The London Visit is at the Heart and Soul of Kenyan Politics

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The British government has banned Transport Minister Chris Murungaru from stepping on UK soil. Joining him are a senior security official, a high-ranking civil servant at the AG’s office in a list including up to five ministers whose visas to Britain may also be revoked.

Though much of the coverage of this story has revolved around the diplomatic implications of the ban, let not the level of emotional and psychological anguish that a Kenyan politician feels at being unable to visit London be underestimated. From shopping at Harrods to strolling in the manicured lawns of their children’s boarding schools in the English countryside, access to the ‘mother-country’ is considered by Kenya’s political elite to be a key signifier of ‘making it’. Many own property in London – the abovementioned security official and civil servant for example reportedly own homes in the capital – and it is a favourite stop to bank suitcases of cash illegally procured from the public purse.

Since the Lancaster House conference, a series of three meetings in the early 1960s in which Kenya’s constitutional framework and independence were negotiated, the trip to London has always determined the trajectory of a political career in Kenya. With much of governing consisting of a slavish aping of colonial rule, the Kenyan politician requires psychological top-ups every once in a while. He visits London to be reminded of how high he has risen in the world: the distance he has put between himself and the dusty village he was born in and the mean streets he lords over.

The Kenyan politician exists in a tortured state when it comes to Britain, or England to be more exact. He loves all things English from the part of his personality that is aspirational. He grew up seeing the mzungu (the colonial settler or official) as a symbol of power and privilege, and more often that not was led into nationalist politics by a rarely stated or even conscious desire to one day follow suit. His lowly station in relation to the mzungu naturally made him burn with a resentment that was only compounded by his envy. The fruits of his success are not only wealth, but include the same paternalism and petty brutality that the British colonialist displayed toward the Kenyan. For the British to revoke Murungaru’s visa is to humiliate one of their political offspring; it is to arouse a similar anger among Kenya’s rulers as they would feel toward a deadbeat father.

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About bulletsandhoney
I read my first book when I was three, then my second one a few weeks later. It has carried on this way for decades with only temporary distractions of eating, fighting, loving, heartbreak and other such irrelevant biographical details.

8 Responses to The London Visit is at the Heart and Soul of Kenyan Politics

  1. Prousette says:

    Shall we stop the politicking here?
    The dear man goes and says that Sir Edward Clay had a hand in it?
    And this was an unfriendly gesture?
    No more Harrods for the poor guy maybe he will have to stoop down to mitumba like the rest of us as I can bet none of Britain’s neighbors will take him in either.
    Let us look at it this way. There is no way in hell you can force ME to accommodate YOU in my house if I do not want you. And last I heard I have the last say as to who to accommodate.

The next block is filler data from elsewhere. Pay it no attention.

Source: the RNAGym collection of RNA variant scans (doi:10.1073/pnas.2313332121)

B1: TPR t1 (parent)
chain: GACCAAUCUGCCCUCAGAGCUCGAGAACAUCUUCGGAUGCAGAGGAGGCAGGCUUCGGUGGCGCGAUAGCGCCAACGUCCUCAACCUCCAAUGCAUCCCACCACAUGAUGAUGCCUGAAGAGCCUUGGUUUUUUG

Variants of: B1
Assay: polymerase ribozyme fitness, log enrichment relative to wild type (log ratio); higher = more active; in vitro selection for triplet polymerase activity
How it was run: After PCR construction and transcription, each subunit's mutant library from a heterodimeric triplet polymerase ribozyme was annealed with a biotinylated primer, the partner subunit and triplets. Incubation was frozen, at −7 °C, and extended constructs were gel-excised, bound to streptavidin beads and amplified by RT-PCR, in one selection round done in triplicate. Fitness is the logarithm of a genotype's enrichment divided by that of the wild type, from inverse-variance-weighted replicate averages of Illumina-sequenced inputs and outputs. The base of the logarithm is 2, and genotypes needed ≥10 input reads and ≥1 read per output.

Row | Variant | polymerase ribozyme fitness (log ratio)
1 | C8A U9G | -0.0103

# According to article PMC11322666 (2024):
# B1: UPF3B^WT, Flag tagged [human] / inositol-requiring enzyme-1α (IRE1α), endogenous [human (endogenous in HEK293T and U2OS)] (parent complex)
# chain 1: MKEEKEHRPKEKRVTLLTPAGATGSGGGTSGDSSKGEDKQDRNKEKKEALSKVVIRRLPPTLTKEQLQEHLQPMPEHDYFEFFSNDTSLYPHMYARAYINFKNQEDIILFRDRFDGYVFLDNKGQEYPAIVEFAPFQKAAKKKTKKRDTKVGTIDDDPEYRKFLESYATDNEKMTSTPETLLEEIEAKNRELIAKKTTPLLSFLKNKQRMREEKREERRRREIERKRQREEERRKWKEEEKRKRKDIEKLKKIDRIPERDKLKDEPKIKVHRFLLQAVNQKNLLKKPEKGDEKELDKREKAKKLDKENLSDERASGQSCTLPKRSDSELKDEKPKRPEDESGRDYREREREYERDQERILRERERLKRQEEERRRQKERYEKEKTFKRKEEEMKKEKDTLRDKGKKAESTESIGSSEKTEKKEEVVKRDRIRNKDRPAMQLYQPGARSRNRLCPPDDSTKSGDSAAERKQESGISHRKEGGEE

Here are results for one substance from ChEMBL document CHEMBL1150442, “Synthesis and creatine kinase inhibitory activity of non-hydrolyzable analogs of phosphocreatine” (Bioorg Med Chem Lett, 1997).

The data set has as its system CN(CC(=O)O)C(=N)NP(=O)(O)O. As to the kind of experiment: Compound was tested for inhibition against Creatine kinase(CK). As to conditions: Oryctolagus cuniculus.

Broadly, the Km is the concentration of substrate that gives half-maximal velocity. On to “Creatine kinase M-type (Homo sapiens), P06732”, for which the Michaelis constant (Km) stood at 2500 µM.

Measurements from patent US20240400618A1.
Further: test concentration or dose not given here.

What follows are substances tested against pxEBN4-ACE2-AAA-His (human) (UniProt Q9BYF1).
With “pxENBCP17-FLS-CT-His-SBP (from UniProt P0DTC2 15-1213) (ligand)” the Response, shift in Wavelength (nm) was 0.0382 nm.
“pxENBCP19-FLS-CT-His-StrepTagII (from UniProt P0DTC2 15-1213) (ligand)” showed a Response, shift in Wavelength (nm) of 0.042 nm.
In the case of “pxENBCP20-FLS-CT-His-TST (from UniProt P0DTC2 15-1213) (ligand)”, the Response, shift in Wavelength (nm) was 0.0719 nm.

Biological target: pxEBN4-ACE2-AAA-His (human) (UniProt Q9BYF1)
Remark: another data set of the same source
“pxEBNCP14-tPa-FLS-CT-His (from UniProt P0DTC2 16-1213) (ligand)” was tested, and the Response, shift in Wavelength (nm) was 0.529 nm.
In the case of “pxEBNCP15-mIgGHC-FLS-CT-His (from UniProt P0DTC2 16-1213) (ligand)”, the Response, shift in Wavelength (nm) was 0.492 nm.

2. ozymandiaz says:

    Next thing you know, someone will slip up and tell Murungaru that not only is he not white, but he is in fact (gasp) and African. How will he ever tell the misses…

  3. Msanii_XL says:

    last i heard was this “esteemed gentleman” is/was suing for libel? on what grounds is he doing this? since britain does not have reason why.

  4. Binyavanga says:

    I am very happy that Murungaru is ust the way he is, and hope Kibaki keeps him on. Kibaki’s slick and oily kitchen cabinet would not be rendered so naked without him. He and Kiraitu are the best testimony of the real motivations of these guys there can be. It is common knowledge here that Murgor was ‘removed’ because of the cocaine deal – which would have brought down many heavy hitters.

  5. MMK says:

    Binya – welcome to this house. Yes Murungaru should be kept exactly where he is, he belongs in that cabinet. He exemplifies what the game is all about and is crude about so that we are always aware of who these guys are.

    Msanii and prousette – I really do want him to go ahead and sue for libel and cause the biggest stink possible. Not because I think he has a case, but because I want to see the comedy that shall emerge as the two sides collide.

  6. Anonymous says:

    Karibu Sana Bwana Binyavanga…

    Naomba uzidi kutupa maoni yako mara kwa mara…

    Ladies and Gentlemen… The Founding Editor of Kwani?

    MMK That was short and sweet… you need a column in the local dailies… and the international dailies… Fresh and Witty…

  7. Anonymous says:

    Nope I want that lawsuit.

    How dare you banish a man from his home turf?

    That is like telling me a kenyan never to set foot in Kenya.

    Sir Murangaru is by all accounts an Englishman his fine English mannerisms, his flabby tight upper lip, his refined ways, his undying love for Harrod’s fine clothing, his love for weather conversations over a cup of tea and many more
    Can you Africans relate to his fine English tastes?
    Can you Africans even begin to know what it does to him being stuck in a place where 95% of the population is pitch black?

    A man’s heart is safer at home.
    In Murangaru’s case home is England.

  8. M says:

    So what will the poor clown do when he next falls in the bathroom?–>

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